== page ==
It’s been a few years since its release now, but to the majority of drivers that doesn’t mean anything – you can still buy a brand-new model like the one I tested, but you could argue the best value for money is found in used stocks.
And when you consider the number of SUVs and crossovers to choose from, that value is often where the biggest differences lie - a case of which has the best balance of features and price.
Competition can be found in the Nissan Qashqai, Skoda Karoq and Peugeot 3008, which is built on the same platform as the Vauxhall by parent company PSA.
Does well on looks
Although they’re the same underneath, the Grandland X and 3008 look nothing alike. The Peugeot’s adopted a more edgy design, with jagged lines and Mustang-style rear lights, but I think it’s the Vauxhall that’s the more imposing of the two.
On the topic of SUVs and crossovers, imposing is probably what you’re after.
The manufacturer’s signature bonnet crease and angular daytime LEDs match the straight lines of the car’s design, while the Elite Nav – the model we drove – adds 19-inch alloys and chrome detailing into the mix.
If you want a car that looks the part, the Grandland X’s higher specs will do the job and actually fair better than many of its rivals.
Style, but not without substance
A good design can win buyers, but it’s not worth much if there isn’t practicality to back it up.
As the majority of models in this class will end up in front of a family home, they need space and comfort for five passengers.
The Grandland X performs well on that front. Thanks to its height, you slide into the seats rather than drop down into them, and there's a good amount of headroom in the front.
There isn’t as much in the back, but it’s not likely the kids are pushing six-foot-three.
In addition, there’s 514 litres of space in the boot – nearly 85 more than the Qashqai. Or enough room for an absolute load, in layman's terms.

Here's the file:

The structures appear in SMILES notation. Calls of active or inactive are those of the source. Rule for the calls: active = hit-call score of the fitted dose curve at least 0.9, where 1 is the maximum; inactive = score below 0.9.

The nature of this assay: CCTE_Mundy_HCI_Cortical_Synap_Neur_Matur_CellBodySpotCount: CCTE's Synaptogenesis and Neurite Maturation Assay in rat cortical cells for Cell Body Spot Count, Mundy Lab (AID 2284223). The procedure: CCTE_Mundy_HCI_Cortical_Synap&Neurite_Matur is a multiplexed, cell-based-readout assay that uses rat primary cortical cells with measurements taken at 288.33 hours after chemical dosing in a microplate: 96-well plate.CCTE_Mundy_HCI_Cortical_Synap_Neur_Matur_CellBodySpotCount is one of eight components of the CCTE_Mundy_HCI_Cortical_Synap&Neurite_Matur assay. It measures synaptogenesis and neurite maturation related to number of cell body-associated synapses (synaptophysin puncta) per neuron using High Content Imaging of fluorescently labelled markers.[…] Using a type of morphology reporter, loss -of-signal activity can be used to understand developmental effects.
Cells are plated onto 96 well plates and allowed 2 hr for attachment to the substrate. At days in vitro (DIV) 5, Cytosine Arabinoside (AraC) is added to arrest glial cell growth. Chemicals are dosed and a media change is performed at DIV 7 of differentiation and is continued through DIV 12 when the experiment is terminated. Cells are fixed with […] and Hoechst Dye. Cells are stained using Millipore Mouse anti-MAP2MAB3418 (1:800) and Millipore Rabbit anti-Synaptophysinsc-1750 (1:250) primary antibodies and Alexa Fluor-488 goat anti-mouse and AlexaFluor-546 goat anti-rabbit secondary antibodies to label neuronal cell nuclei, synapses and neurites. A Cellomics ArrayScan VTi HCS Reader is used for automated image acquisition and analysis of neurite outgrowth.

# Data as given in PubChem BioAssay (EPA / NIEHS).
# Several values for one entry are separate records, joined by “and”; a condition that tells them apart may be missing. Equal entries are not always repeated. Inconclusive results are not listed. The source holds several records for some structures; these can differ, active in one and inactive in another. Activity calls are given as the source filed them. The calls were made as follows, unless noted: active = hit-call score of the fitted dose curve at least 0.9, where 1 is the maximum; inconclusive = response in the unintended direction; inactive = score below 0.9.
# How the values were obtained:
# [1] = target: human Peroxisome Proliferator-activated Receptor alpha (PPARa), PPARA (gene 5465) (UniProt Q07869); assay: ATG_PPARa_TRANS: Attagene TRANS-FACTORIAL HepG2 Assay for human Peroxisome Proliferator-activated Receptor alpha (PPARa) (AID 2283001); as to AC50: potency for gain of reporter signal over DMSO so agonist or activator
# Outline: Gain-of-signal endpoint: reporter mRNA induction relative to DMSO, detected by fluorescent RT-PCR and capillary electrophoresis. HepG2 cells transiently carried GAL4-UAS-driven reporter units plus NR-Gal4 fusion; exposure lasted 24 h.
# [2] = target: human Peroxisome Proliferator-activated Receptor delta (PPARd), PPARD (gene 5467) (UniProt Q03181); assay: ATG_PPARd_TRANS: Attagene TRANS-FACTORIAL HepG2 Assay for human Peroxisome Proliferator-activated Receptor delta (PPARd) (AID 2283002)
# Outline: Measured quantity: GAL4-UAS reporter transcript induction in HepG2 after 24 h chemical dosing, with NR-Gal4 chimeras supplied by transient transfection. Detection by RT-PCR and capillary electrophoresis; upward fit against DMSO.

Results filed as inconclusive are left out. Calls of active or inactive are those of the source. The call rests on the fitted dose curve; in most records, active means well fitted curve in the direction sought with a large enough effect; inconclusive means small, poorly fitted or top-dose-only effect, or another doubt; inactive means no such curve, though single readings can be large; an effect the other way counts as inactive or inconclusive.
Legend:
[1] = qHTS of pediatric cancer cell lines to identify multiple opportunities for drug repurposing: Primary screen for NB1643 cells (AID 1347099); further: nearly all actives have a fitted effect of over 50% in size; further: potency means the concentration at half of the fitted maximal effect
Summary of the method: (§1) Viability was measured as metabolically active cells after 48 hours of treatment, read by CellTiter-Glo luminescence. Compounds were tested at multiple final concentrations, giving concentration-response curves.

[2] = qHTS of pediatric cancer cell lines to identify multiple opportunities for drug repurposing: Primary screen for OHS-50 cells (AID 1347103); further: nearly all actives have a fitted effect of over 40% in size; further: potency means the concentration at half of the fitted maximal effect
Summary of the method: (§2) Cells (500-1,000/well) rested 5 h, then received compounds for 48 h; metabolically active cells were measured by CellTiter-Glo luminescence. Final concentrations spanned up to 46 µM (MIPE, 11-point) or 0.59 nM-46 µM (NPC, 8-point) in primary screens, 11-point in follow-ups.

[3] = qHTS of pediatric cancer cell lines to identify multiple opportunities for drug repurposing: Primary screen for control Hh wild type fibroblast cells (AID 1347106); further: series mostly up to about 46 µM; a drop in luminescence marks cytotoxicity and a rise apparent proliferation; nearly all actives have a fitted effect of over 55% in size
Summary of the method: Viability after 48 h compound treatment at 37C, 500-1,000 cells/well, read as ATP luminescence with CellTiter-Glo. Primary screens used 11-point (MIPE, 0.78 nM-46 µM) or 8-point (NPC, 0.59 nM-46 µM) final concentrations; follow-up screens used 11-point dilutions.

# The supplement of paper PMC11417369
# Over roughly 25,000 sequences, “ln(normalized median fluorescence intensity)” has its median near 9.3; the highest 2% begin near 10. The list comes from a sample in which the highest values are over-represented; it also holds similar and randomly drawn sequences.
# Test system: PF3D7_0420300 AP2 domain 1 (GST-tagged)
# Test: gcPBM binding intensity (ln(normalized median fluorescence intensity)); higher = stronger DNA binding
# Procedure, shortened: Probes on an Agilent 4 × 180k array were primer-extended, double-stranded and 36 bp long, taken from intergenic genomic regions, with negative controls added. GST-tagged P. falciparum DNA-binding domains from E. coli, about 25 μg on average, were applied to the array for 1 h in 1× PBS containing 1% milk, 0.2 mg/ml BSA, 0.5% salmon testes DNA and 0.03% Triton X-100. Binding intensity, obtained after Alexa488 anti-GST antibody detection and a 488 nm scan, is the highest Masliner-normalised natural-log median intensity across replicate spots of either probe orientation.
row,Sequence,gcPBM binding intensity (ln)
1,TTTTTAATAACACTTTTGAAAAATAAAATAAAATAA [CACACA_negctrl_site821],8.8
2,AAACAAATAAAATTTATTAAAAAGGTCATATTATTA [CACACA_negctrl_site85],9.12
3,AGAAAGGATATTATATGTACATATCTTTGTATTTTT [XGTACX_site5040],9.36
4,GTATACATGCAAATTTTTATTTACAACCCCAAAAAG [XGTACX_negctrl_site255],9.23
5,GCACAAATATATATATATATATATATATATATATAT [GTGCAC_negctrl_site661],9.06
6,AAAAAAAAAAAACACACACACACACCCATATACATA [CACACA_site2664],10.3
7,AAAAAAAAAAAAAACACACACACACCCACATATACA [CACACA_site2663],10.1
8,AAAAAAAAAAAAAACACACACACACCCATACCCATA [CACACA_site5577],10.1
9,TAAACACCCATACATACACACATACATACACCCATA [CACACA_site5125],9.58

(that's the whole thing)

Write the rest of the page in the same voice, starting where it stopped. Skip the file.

Solid and surprising performance
When you think of family SUVs, you don’t think of performance. Not the sort that has you pressed against the side window as you round a bend, anyhow.
But they do need enough poke to pull themselves about, along with the passengers and gear a family motor tends to lug about.
The model we tried will do that with a 1.2-litre petrol turbo. Granted, it sounds small for a big car, but today’s 1.2s aren’t what they used to be.
Like most these days, it's turbocharged, which makes a big difference. It’s nippy enough for general motoring and doesn’t feel as flat as you’d maybe expect from a smaller unit.
Still, there’s also a 1.5-litre diesel and 2.0-litre diesel, the latter of which is now available on most of the specs. And you won’t take too much of a hit on those, as they all offer a decent return on fuel costs. Another win for family motoring.
For even more power and efficiency, the Hybrid4 plug-in arrives in 2020, with almost 300bhp and a mpg figure that could get into three digits.
Splitting it from the rest
To a point, all family SUVs and crossovers offer space, comfort and more than reasonable fuel economy. It’s often in their extras, and the price they come at, that you’ll find the difference.
The Grandland X does well in its tech, with the majority of options included as standard on the Elite Nav that we’re looking at here. The heated and air-conditioned leather seats, for one, stand out.
For us, however, the mid-spec Sport Nav represents the best balance of kit and value. It has cruise control, touchscreen, satnav, parking sensors and even tilting wingmirrors, to avoid introducing the neighbour’s cat to your rear bumper.
Granted, the Sport Nav isn’t available brand new anymore, but that just means even more savings on list price. Only a good thing.
And if you’re adamant about being the first behind the wheel, the range now includes the similarly spec'd SRi Nav.
So, the Grandland X doesn't quite compete with an avocado when it comes to its presence in the greetings card aisle, but it's certainly a more than worthy option in the affordable family SUV segment.
For more information on the Vauxhall Grandland X, click here.